Re the blog debate I had the mother of Jake Kovco’s wife comment on my blog.
    Quite confronting it was too – made me glad I’d just apologised (for the second time). Also confronting as I had only gotten very few comments in 3 years.

    (Sorry no link as blog has been taken down for the time being).

  13. Laura says:

    Nicholas I posted a while back about a conference on Jane Austen I’m organising and linked to an Enough Rope interview with the keynote speaker (who I’m quite anxious not to offend or piss off in any way) AND asked readers not to mention her name in any comments they might make. It worked, and when I subsequently saw some bloggers in the flesh, they were well aware of who I was alluding to.

    Maybe you could tell Geraldine about the unfairly maligned practice of blegging. I do try not to abuse this but I have received excellently helpful and thought-clarifying advice from commenters about things like where to get a huge piece of artwork scanned and whether to buy a house or invest in an art collection.

  14. Jacques Chester says:

    Maybe you could tell Geraldine about the unfairly maligned practice of blegging.

    Maybe it’s the word itself that’s been maligned. I had to Google it.

    Anyway, we like begging hereabouts ;)

  15. stephen bartos says:

    I recall last year a great discussion with tony harris (ex nsw auditor general) via john quiggin’s blog, on some issues to do with government finance reporting: don’t know how much others got out of it, but it helped me clarify some thoughts whcih I was then able to use to good effect in some of my governance work around government finances.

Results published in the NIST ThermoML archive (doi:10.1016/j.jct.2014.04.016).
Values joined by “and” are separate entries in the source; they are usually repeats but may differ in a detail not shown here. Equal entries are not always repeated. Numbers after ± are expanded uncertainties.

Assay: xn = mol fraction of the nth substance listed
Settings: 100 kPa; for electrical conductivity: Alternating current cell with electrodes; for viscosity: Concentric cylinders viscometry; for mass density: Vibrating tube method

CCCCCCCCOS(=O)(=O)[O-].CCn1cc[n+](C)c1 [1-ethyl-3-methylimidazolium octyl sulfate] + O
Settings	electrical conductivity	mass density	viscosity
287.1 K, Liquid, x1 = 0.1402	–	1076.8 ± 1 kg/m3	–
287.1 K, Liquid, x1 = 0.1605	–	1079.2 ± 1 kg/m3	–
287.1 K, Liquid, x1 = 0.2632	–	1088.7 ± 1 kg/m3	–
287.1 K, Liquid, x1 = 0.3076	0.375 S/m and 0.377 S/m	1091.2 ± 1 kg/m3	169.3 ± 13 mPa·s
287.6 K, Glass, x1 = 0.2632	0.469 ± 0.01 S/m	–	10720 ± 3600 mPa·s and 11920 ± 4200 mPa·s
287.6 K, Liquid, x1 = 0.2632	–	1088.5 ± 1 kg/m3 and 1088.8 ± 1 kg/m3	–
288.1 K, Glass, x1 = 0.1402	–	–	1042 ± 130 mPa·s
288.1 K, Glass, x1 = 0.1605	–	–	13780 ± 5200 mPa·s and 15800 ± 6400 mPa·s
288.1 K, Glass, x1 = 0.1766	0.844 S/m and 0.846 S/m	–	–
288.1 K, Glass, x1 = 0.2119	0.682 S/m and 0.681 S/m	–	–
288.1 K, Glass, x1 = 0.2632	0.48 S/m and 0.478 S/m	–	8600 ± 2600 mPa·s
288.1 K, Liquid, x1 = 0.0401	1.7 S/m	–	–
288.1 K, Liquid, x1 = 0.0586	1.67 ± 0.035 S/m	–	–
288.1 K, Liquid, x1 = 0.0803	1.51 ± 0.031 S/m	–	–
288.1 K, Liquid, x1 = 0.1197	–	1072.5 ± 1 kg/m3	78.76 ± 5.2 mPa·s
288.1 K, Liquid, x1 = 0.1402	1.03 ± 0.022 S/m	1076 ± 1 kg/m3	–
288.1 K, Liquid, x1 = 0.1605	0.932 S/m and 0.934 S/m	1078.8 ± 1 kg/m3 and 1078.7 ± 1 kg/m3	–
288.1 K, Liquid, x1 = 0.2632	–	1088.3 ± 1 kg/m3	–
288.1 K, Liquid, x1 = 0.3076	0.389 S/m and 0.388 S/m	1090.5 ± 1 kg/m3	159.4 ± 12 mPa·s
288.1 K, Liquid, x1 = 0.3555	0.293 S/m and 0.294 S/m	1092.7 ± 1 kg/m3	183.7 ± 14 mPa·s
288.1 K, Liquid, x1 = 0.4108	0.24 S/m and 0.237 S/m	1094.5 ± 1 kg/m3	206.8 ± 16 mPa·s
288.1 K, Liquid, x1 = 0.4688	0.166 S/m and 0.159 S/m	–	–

16. Link says:

    Experts, schmexperts. I tire of ‘experts’ I do. We have become obsessed with experts, experting on their expertise. Its an American thing, where I hear they hand out degrees in Burger making.

    ‘Insider’ information OTH, is infinitely much more interesting, than that of experts, the latter who tend to pontificate from the outside in.

    I’ll be listening tomorrow Nicholas, as I make excellent coffee, sans the diploma in baristering, and pretty good bacon and eggs, on the strength of a wing and a prayer and a decent fry pan. Thank the good Lordy, there’ll not be some jumped up, boring as batshit know-nothing-of-any-genuine-use-or-interest ‘expert’ in sight.

    I think Gerry’s just coming to terms with the word, blogging, so perhaps just one bl-eur word at a time?

  17. david tiley says:

    I’ve had a few instances where my blog has become a discussion centre for people involved in the incident.

    Very occasionally relatives of Jaidyn Leske turn up.

    This story, about Judith Kelly’s problematic account of her abuse in an orphanage brought Judith herself to the discussion, and continuing additions from victims of the system.

    There is a powerful English documentary called To courtney With Love hwich has been making its way round the world. I know because various shattered people arrive to describe their experience of watching it.

    I think it is beaut when people do this. I like the idea that I may have to face the person I am writing about, at least on the internet. That is because I like civility, and sometimes I hope the pundit I am writing about stops to think about what I am saying. They do bad things and they should stop.

  18. Just as interesting as the immediacy of any discussion relating to a blog post, is the quiet perusal which does not raise its voice.
    Has anyone looked at how many times a Parliamentary Library computer views their blogs?

  19. There are quite a lot of other examples in my short time of blogging. I keep remembering them – and then forgetting to write them down! :(

  20. Jacques Chester says:

    Has anyone looked at how many times a Parliamentary Library computer views their blogs?

    We get a regular pitter-patter of visits, but I imagine a generous portion of that comes from Senator Bartlett.